A new common CAD data standard

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With 3D software advancing all the time, Rob Jamieson thinks the CAD industry seriously needs to start working on a new standard so we can access our all important legacy data well into the future

Often my topics are about how new technology can help drive the CAD world forward, but recently I’ve been thinking about all of my legacy data and wondering exactly how safe and secure it is. This is something that impacts all engineering and design companies, but is a particularly big issue for those in the aerospace, shipbuilding and plant industries where designs last for decades.

For data there are three big challenges: how to store it, in what format and how access to it? If we look back 100 years we have physical pictures and movie reels. Yes film deteriorates with time but it’s a physical object of the content that pretty much anyone can view.

The same can’t be said for CAD data as the programs that create our 3D programs are constantly evolving. Companies change focus, buy other companies, retire certain products, or change file formats.

One solution is to maintain a working copy of each version of software, but if you’re designing bridges, aircraft or ships, which might have a lifespan of 50 years, that’s an awful lot of legacy software and hardware. Naturally, there are companies who specialise in sorting and retrieving data long term, but this is never going to be cheap with recurring annual fees.

I’d hate to think the only way we will reach a common standard is through multiple acquisitions and the creation of one master CAD company

One of the big problems is that CAD software never stands still. File formats often change as features are added, but unfortunately it also happens to stop competitors accessing the data to make it harder for customers to switch to another package.


Now I’m not saying that we should stagnate development to allow a standardised format, but some of these big companies should be able to agree on
a standard that allows access to future generations. Dumbed down formats like STEP serve a purpose, but we lose all that rich information and intelligence that is built into modern 3D models.

With all CAD data created differently, defining a global standard is no trivial task, but I’m not so sure it’s simply technology that’s holding us back. I wonder if there’s a real desire by the CAD vendors to provide open access to their customers’ data. Unfortunately, not every company is interested in the “greater good” and more about how they can maintain their profit margin.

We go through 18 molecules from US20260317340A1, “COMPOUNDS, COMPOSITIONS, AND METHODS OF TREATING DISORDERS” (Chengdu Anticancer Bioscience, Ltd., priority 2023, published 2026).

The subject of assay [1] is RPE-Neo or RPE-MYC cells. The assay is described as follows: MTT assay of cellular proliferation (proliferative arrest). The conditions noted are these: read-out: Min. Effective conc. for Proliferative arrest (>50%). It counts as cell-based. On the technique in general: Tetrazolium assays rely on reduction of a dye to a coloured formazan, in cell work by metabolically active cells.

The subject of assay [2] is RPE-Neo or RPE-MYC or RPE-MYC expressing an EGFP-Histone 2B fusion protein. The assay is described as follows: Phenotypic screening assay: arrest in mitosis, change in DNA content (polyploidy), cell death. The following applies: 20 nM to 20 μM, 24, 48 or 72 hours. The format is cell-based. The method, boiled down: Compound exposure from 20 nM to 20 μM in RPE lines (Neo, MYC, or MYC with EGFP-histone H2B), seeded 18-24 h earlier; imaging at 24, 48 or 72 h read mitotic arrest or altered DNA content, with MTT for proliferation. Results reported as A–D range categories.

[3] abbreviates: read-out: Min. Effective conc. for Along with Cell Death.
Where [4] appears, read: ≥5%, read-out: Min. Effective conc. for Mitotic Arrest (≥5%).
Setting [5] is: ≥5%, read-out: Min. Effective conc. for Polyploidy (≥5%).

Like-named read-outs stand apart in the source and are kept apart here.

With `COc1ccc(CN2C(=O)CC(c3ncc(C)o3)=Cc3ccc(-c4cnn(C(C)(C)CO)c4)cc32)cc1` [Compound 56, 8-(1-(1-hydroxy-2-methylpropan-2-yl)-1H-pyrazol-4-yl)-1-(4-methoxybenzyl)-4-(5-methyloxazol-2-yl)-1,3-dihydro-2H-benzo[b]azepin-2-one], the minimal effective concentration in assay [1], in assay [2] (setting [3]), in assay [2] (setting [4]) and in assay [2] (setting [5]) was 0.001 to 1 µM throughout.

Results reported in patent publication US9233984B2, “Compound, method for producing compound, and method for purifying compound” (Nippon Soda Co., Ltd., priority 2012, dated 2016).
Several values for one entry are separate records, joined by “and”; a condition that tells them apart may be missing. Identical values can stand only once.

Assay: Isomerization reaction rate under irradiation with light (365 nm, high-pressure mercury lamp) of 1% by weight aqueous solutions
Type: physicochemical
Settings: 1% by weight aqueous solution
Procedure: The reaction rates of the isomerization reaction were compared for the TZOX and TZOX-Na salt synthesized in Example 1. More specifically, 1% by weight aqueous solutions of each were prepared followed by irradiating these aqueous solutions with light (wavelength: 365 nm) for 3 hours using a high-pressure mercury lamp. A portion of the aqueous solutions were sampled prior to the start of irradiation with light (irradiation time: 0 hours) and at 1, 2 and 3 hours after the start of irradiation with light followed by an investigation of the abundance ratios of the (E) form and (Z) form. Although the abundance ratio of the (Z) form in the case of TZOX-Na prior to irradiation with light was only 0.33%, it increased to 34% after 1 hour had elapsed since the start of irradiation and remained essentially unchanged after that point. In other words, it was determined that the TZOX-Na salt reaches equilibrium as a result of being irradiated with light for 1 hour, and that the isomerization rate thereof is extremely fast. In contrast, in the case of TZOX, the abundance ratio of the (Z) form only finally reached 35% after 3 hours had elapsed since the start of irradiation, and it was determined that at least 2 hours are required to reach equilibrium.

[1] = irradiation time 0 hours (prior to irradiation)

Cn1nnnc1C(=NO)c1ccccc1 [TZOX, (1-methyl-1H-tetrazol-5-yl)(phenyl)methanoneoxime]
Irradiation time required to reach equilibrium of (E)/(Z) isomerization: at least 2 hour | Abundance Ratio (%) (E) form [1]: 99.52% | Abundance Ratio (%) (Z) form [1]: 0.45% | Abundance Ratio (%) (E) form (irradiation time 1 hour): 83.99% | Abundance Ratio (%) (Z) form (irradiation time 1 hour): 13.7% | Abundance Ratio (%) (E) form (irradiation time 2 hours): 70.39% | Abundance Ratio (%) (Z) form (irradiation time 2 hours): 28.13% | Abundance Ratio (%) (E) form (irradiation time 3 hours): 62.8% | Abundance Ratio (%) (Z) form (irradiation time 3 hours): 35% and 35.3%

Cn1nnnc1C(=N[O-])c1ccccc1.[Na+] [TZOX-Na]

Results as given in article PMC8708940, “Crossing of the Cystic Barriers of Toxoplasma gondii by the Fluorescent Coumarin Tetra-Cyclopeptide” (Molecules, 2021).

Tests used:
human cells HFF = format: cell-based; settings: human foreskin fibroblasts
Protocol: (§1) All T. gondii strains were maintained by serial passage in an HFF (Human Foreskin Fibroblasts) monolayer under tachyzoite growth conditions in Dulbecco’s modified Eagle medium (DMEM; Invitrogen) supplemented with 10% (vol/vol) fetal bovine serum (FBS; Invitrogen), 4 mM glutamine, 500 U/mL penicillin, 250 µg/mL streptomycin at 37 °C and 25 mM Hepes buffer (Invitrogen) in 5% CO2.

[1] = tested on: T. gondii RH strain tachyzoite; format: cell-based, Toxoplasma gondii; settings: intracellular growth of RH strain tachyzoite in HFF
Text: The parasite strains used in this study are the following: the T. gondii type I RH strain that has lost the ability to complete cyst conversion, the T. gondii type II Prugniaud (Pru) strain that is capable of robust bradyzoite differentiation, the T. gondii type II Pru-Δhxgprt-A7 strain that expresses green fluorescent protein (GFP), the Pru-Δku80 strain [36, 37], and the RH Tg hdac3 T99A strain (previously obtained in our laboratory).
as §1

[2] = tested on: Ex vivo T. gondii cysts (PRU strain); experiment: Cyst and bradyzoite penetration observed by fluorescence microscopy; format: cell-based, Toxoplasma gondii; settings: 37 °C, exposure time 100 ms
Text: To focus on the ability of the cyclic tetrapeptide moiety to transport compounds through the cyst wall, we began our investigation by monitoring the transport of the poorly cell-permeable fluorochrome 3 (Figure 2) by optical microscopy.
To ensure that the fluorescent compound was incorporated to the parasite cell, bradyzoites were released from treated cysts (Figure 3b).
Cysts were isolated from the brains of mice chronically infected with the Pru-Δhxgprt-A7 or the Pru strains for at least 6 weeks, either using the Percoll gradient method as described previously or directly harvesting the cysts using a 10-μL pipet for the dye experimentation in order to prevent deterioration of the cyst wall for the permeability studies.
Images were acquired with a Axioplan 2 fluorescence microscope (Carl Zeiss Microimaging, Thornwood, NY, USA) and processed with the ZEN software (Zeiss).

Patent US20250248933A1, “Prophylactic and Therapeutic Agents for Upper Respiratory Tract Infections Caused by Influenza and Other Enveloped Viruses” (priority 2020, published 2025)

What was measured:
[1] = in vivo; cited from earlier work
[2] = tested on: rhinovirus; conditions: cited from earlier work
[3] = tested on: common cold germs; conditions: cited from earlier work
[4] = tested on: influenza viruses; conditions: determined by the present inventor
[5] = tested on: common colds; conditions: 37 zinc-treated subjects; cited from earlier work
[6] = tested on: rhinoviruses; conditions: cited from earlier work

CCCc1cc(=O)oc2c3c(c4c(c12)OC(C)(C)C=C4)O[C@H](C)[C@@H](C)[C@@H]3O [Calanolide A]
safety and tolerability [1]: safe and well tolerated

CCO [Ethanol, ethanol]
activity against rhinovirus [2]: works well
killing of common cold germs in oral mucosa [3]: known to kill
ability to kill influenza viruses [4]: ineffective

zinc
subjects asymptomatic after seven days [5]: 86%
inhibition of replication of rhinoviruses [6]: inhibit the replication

The world works on people making money to live and while I don’t object to that, at the same time I hate it when things are done where the greater good is not served. I’d hate to think the only way we will reach a common standard is through multiple acquisitions and the creation of one master CAD company.

The next challenge is how to store all of this data over an extended period of time. Yes storage is getting bigger but it’s so easy to lose stuff by moving to new hardware or just deleting stuff that’s old. It’s often stated in IT circles that unless data is stored in three locations it does not exist at all.

The backup for all this mass storage is often hard disks and over time, just like film, it deteriorates. But instead of colours fading on your holiday snaps, the data simply can’t be read. As a result, legacy data needs to be periodically transferred to new storage and maintained in a controlled environment.

Locking an old workstation away in a dusty room and hoping the data will be there in 10 or 20 years is not a particularly safe strategy.

Taking this responsibility out of your hands and moving data to the cloud is an increasingly popular option, but you need to choose your partner carefully. And if you’re thinking of using CAD on the Web you need to have a strategy for getting your data out without losing any of its intelligence.

A friend of mine was telling me she keeps all of her pictures on Facebook, but when she prints them out they are poor quality. I explained that the camera took higher resolution than the web needs so its quality was reduced. She thought by sharing her pictures she was telling people what she was doing but really she was destroying the detail she wanted.

All of this leads back to the need for universal standards. For 3D CAD it doesn’t even need to be parametric, direct edit would be fine. However, as most of the big players only want to transfer data between their own products, maybe we need government legislation or professional bodies to drive this forward.

In 100 years from now I sincerely hope people won’t be calling this the new Dark Age as they discover strange formats of files they can’t open, on old hard disks. If you thought finding a projector that could play old Super 8 films from the seventies was hard, imagine the challenge that legacy CAD formats might present.

{encode=”robert.jamieson@amd.com” title=”Rob Jamieson”} is a marketing manager at AMD. He’d like to think all of his data is secure but ask him again in ten years. This article is his own opinion and may not represent AMD’s positions, strategies or opinions.

The CAD industry needs to start working on a new standard, says Rob Jamieson

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